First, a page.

No. 477.

44 F.Supp. 449 (1942)


District Court, E. D. Illinois.

April 30, 1942.

Attorney(s) appearing for the Case

George R. Schwarz, of Jerseyville, Ill., for the Government.

Lan Haney, State's Atty., of Marion, Ill., and Russell E. Townsend, of Anna, Ill., for defendants.

LINDLEY, District Judge.

To whom is the compensation for certain land taken by the Government by eminent domain payable? On the one hand the Trustees of schools claim it; opposed to them are the heirs of the former owner who conveyed to the school authorities. In his deed the grantor conveyed the property in fee, adding, however, "it being absolutely understood that when said land ceases to be used for school purposes it is to revert to the above grantor, his heirs." At the time the Government took the property, school was being conducted on the premises, in a school-house erected for that purpose. There is no evidence of any imminence or likelihood of abandonment; rather the use for school purposes had persisted without interruption for many years and was being continued without threat of interruption.

The conveyance to the Trustees created a determinable fee which was to continue so long as the land was to be devoted to school purposes. This, in Illinois, is a base or qualified fee, but there is left in the grantor no reversion but merely "a naked possibility of reverter" which includes no title but only "the possibility to have an estate at a future time." In the meantime the whole title is to the grantee, subject only to the possibility of reverter. North v. Graham, 235 Ill. 178, 85 N.E. 267, 268, 18 L.R.A.,N.S., 624, 126 Am.St. Rep. 189. This right is "not different in nature from an inchoate right of dower." Fifer v. Allen, 228 Ill. 507, 81 N.E. 1105, 1109; Hart v. Lake, 273 Ill. 60, 112 N.E. 286.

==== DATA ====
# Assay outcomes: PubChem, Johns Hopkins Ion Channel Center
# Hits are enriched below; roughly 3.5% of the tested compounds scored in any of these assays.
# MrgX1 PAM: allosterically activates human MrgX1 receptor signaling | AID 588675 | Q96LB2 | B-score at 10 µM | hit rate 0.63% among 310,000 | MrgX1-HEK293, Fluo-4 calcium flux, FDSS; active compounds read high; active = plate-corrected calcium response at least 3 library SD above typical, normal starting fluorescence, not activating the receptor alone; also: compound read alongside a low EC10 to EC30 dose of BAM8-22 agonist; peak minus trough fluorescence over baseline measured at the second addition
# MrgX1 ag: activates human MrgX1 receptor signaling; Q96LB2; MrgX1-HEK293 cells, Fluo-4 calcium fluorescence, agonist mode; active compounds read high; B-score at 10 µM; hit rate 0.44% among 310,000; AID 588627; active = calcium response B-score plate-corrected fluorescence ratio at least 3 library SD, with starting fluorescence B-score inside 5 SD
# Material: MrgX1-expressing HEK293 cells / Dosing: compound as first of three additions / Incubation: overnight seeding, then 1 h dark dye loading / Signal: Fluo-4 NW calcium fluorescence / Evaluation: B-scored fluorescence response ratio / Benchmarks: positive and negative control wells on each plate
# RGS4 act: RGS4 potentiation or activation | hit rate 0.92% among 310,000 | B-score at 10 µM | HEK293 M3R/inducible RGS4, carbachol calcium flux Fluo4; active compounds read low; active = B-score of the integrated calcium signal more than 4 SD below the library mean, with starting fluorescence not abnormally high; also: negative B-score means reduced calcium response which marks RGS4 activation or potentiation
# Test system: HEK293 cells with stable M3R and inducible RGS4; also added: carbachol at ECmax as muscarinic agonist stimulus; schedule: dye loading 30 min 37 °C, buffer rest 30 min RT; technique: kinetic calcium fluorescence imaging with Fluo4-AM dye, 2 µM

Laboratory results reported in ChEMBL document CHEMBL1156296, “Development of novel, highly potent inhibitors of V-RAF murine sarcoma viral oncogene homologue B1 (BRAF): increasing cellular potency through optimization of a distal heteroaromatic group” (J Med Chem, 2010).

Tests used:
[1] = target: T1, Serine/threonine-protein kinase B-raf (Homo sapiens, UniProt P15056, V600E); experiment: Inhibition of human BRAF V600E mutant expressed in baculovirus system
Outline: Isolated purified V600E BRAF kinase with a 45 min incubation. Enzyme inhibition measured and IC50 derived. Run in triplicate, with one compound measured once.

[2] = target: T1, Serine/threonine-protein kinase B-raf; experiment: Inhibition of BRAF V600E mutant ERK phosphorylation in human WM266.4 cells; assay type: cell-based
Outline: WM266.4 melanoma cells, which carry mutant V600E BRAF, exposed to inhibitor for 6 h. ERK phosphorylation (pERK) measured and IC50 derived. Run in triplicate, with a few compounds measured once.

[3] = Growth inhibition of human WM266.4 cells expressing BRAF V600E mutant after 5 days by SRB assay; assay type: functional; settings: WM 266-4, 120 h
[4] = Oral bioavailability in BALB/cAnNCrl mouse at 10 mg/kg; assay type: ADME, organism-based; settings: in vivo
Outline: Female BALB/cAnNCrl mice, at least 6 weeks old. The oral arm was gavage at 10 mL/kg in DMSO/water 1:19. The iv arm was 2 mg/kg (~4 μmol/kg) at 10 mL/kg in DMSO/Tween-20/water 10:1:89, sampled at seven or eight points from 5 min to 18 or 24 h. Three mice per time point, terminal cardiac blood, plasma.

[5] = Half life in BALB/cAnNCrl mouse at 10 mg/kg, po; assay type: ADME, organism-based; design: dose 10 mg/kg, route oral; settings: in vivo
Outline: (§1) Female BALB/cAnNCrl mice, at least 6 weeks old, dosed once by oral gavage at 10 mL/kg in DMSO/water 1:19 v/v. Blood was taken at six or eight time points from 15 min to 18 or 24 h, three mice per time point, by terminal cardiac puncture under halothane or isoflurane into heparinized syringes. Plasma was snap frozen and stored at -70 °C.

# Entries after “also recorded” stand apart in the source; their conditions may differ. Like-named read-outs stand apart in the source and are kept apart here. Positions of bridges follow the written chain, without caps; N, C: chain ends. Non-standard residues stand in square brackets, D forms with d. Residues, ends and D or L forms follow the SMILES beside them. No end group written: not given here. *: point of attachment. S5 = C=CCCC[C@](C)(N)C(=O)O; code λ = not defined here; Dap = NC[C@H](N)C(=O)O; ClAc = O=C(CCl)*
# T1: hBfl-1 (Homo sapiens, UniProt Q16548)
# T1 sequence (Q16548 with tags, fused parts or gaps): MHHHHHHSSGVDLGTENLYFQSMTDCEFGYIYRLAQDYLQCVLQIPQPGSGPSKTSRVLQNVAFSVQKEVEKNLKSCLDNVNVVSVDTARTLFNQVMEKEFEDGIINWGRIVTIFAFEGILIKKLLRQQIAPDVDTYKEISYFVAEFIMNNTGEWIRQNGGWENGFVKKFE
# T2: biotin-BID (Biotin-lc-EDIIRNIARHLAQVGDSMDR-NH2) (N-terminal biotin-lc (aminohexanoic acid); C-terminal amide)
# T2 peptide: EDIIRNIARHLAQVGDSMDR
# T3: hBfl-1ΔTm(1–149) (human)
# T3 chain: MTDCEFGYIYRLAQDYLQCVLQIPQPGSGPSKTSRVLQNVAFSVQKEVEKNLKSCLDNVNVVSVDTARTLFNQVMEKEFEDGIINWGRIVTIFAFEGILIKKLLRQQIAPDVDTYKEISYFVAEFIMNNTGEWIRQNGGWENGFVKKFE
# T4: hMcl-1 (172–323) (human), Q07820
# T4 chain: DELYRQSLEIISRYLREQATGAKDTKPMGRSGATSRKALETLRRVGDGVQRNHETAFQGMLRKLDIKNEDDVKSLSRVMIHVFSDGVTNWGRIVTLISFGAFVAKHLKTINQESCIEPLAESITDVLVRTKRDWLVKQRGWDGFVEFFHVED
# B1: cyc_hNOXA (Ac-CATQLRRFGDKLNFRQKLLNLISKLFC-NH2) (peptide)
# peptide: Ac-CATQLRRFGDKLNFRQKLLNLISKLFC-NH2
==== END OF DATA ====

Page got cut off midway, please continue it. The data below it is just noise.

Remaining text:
The law is said by Simes, in his work on Future Interests, vol. 1, § 171, to be substantially the same generally. And the Restatement of property, Vol. I, Section 53, et sequi, is to the same effect. Discussing the proper distribution of the award where property is taken by eminent domain, it is there said: "If, viewed from the time of the commencement of an eminent domain proceeding, and not taking into account any changes in the use of the land sought to be condemned which may result as a consequence of such proceeding, the event upon which a possessory estate in fee simple defeasible is to end is an event the occurrence of which, within a reasonably short period of time, is not probable, then the damages for a taking thereof by an eminent domain proceeding are ascertained as though the estate were a possessory estate in fee simple absolute and the entire amount thereof is awarded to the owner of the estate in fee simple defeasible. Under these circumstances the future interest has no ascertainable value." An illustration is cited, as follows: "A, owning Blackacre in fee simple absolute, transfers Blackacre `to B Church Corporation so long as the premises are used for church purposes.' While B is continuing to use Blackacre for church purposes, and at a time when there is no desirability in B changing the site of its church, the City C, in which Blackacre is located, initiates eminent domain proceedings to acquire Blackacre as a part of a public park. B's estate in Blackacre has the same value, in these eminent domain proceedings, as an estate in fee simple absolute in Blackacre." The same authority recognizes the rule that if, at the time of the taking, the event upon which the property is to revert is imminent, the compensation is to be divided between the owner of the estate in fee simple defeasible and the owner of the future interest in accord with the proportionate values of their respective interests.